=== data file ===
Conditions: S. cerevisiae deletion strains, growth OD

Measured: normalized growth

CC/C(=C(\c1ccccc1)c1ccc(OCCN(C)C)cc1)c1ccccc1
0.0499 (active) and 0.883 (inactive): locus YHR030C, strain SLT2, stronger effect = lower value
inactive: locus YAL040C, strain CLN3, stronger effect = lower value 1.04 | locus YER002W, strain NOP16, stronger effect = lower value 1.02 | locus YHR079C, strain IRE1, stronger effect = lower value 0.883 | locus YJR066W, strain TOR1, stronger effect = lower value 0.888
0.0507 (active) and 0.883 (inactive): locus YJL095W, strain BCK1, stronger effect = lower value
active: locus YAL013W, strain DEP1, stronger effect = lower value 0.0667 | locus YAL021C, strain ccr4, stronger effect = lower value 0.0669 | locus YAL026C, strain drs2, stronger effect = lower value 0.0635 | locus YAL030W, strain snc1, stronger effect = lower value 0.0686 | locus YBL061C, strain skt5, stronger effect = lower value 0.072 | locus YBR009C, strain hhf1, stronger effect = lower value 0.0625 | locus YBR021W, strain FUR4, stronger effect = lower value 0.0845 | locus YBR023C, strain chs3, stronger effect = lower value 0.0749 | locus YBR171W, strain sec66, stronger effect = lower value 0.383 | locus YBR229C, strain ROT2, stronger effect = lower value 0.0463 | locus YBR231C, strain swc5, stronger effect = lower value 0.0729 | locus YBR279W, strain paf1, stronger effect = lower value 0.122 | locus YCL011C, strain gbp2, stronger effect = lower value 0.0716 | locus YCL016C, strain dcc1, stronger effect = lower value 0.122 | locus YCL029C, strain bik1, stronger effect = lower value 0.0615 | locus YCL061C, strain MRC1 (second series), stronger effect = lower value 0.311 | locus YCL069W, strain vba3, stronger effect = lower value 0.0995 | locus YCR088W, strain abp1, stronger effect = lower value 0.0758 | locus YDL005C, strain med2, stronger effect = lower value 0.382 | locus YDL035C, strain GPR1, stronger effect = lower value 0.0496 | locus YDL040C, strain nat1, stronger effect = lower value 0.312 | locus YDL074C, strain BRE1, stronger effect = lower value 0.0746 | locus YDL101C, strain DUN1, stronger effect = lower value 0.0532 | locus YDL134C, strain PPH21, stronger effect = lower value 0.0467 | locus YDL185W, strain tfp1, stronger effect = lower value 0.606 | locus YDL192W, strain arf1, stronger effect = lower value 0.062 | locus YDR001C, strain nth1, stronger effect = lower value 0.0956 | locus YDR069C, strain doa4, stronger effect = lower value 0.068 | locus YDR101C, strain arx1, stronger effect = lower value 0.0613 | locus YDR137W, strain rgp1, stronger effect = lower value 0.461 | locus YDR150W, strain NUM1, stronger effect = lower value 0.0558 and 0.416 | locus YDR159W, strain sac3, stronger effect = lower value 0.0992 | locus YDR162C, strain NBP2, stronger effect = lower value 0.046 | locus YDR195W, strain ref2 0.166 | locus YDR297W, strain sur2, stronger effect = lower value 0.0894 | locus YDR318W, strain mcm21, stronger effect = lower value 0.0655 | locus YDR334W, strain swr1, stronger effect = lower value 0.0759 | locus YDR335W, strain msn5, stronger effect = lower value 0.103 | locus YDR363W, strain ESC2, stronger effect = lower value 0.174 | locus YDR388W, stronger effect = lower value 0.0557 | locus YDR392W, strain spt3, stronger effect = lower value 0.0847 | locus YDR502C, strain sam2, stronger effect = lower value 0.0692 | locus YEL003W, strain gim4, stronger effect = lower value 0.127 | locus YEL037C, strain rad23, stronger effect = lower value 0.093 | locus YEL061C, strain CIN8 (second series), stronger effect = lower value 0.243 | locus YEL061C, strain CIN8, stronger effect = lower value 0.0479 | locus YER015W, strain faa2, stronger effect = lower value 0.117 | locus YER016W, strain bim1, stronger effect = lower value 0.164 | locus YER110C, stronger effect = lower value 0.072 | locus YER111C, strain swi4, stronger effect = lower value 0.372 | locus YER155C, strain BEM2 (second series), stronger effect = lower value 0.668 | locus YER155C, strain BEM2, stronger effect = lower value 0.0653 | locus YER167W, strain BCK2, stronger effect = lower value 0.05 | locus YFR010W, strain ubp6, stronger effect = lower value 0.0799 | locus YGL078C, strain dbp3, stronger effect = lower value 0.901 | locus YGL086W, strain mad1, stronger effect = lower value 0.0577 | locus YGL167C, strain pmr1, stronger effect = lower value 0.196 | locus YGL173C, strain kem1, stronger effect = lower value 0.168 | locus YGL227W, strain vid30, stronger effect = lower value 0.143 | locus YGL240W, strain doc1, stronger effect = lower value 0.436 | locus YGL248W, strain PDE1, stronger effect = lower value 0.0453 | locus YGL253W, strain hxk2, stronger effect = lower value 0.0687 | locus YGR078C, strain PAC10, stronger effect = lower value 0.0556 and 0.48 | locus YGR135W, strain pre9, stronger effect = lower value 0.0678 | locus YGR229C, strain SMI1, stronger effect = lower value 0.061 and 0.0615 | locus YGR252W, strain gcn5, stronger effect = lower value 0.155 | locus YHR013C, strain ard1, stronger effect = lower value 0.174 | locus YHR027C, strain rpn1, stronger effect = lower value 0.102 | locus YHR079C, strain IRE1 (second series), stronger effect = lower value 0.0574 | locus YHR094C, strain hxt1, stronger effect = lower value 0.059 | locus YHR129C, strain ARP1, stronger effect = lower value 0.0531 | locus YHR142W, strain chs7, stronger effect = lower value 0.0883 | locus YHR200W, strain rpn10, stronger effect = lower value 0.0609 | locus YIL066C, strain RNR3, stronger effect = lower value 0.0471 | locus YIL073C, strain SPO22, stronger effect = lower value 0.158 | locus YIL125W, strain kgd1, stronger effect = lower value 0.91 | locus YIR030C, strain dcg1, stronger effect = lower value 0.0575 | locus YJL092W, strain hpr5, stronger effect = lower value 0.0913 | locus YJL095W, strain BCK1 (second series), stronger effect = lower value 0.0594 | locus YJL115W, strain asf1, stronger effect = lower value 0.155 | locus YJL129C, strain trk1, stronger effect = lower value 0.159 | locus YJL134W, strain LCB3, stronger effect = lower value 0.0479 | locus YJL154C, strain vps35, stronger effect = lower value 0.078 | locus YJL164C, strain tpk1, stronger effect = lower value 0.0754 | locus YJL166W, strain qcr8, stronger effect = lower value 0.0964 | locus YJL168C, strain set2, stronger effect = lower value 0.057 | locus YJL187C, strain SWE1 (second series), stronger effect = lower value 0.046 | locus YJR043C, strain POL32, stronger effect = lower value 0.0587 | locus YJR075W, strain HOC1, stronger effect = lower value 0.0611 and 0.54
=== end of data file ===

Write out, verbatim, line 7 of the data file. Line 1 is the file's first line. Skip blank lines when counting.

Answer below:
active: locus YAL013W, strain DEP1, stronger effect = lower value 0.0667 | locus YAL021C, strain ccr4, stronger effect = lower value 0.0669 | locus YAL026C, strain drs2, stronger effect = lower value 0.0635 | locus YAL030W, strain snc1, stronger effect = lower value 0.0686 | locus YBL061C, strain skt5, stronger effect = lower value 0.072 | locus YBR009C, strain hhf1, stronger effect = lower value 0.0625 | locus YBR021W, strain FUR4, stronger effect = lower value 0.0845 | locus YBR023C, strain chs3, stronger effect = lower value 0.0749 | locus YBR171W, strain sec66, stronger effect = lower value 0.383 | locus YBR229C, strain ROT2, stronger effect = lower value 0.0463 | locus YBR231C, strain swc5, stronger effect = lower value 0.0729 | locus YBR279W, strain paf1, stronger effect = lower value 0.122 | locus YCL011C, strain gbp2, stronger effect = lower value 0.0716 | locus YCL016C, strain dcc1, stronger effect = lower value 0.122 | locus YCL029C, strain bik1, stronger effect = lower value 0.0615 | locus YCL061C, strain MRC1 (second series), stronger effect = lower value 0.311 | locus YCL069W, strain vba3, stronger effect = lower value 0.0995 | locus YCR088W, strain abp1, stronger effect = lower value 0.0758 | locus YDL005C, strain med2, stronger effect = lower value 0.382 | locus YDL035C, strain GPR1, stronger effect = lower value 0.0496 | locus YDL040C, strain nat1, stronger effect = lower value 0.312 | locus YDL074C, strain BRE1, stronger effect = lower value 0.0746 | locus YDL101C, strain DUN1, stronger effect = lower value 0.0532 | locus YDL134C, strain PPH21, stronger effect = lower value 0.0467 | locus YDL185W, strain tfp1, stronger effect = lower value 0.606 | locus YDL192W, strain arf1, stronger effect = lower value 0.062 | locus YDR001C, strain nth1, stronger effect = lower value 0.0956 | locus YDR069C, strain doa4, stronger effect = lower value 0.068 | locus YDR101C, strain arx1, stronger effect = lower value 0.0613 | locus YDR137W, strain rgp1, stronger effect = lower value 0.461 | locus YDR150W, strain NUM1, stronger effect = lower value 0.0558 and 0.416 | locus YDR159W, strain sac3, stronger effect = lower value 0.0992 | locus YDR162C, strain NBP2, stronger effect = lower value 0.046 | locus YDR195W, strain ref2 0.166 | locus YDR297W, strain sur2, stronger effect = lower value 0.0894 | locus YDR318W, strain mcm21, stronger effect = lower value 0.0655 | locus YDR334W, strain swr1, stronger effect = lower value 0.0759 | locus YDR335W, strain msn5, stronger effect = lower value 0.103 | locus YDR363W, strain ESC2, stronger effect = lower value 0.174 | locus YDR388W, stronger effect = lower value 0.0557 | locus YDR392W, strain spt3, stronger effect = lower value 0.0847 | locus YDR502C, strain sam2, stronger effect = lower value 0.0692 | locus YEL003W, strain gim4, stronger effect = lower value 0.127 | locus YEL037C, strain rad23, stronger effect = lower value 0.093 | locus YEL061C, strain CIN8 (second series), stronger effect = lower value 0.243 | locus YEL061C, strain CIN8, stronger effect = lower value 0.0479 | locus YER015W, strain faa2, stronger effect = lower value 0.117 | locus YER016W, strain bim1, stronger effect = lower value 0.164 | locus YER110C, stronger effect = lower value 0.072 | locus YER111C, strain swi4, stronger effect = lower value 0.372 | locus YER155C, strain BEM2 (second series), stronger effect = lower value 0.668 | locus YER155C, strain BEM2, stronger effect = lower value 0.0653 | locus YER167W, strain BCK2, stronger effect = lower value 0.05 | locus YFR010W, strain ubp6, stronger effect = lower value 0.0799 | locus YGL078C, strain dbp3, stronger effect = lower value 0.901 | locus YGL086W, strain mad1, stronger effect = lower value 0.0577 | locus YGL167C, strain pmr1, stronger effect = lower value 0.196 | locus YGL173C, strain kem1, stronger effect = lower value 0.168 | locus YGL227W, strain vid30, stronger effect = lower value 0.143 | locus YGL240W, strain doc1, stronger effect = lower value 0.436 | locus YGL248W, strain PDE1, stronger effect = lower value 0.0453 | locus YGL253W, strain hxk2, stronger effect = lower value 0.0687 | locus YGR078C, strain PAC10, stronger effect = lower value 0.0556 and 0.48 | locus YGR135W, strain pre9, stronger effect = lower value 0.0678 | locus YGR229C, strain SMI1, stronger effect = lower value 0.061 and 0.0615 | locus YGR252W, strain gcn5, stronger effect = lower value 0.155 | locus YHR013C, strain ard1, stronger effect = lower value 0.174 | locus YHR027C, strain rpn1, stronger effect = lower value 0.102 | locus YHR079C, strain IRE1 (second series), stronger effect = lower value 0.0574 | locus YHR094C, strain hxt1, stronger effect = lower value 0.059 | locus YHR129C, strain ARP1, stronger effect = lower value 0.0531 | locus YHR142W, strain chs7, stronger effect = lower value 0.0883 | locus YHR200W, strain rpn10, stronger effect = lower value 0.0609 | locus YIL066C, strain RNR3, stronger effect = lower value 0.0471 | locus YIL073C, strain SPO22, stronger effect = lower value 0.158 | locus YIL125W, strain kgd1, stronger effect = lower value 0.91 | locus YIR030C, strain dcg1, stronger effect = lower value 0.0575 | locus YJL092W, strain hpr5, stronger effect = lower value 0.0913 | locus YJL095W, strain BCK1 (second series), stronger effect = lower value 0.0594 | locus YJL115W, strain asf1, stronger effect = lower value 0.155 | locus YJL129C, strain trk1, stronger effect = lower value 0.159 | locus YJL134W, strain LCB3, stronger effect = lower value 0.0479 | locus YJL154C, strain vps35, stronger effect = lower value 0.078 | locus YJL164C, strain tpk1, stronger effect = lower value 0.0754 | locus YJL166W, strain qcr8, stronger effect = lower value 0.0964 | locus YJL168C, strain set2, stronger effect = lower value 0.057 | locus YJL187C, strain SWE1 (second series), stronger effect = lower value 0.046 | locus YJR043C, strain POL32, stronger effect = lower value 0.0587 | locus YJR075W, strain HOC1, stronger effect = lower value 0.0611 and 0.54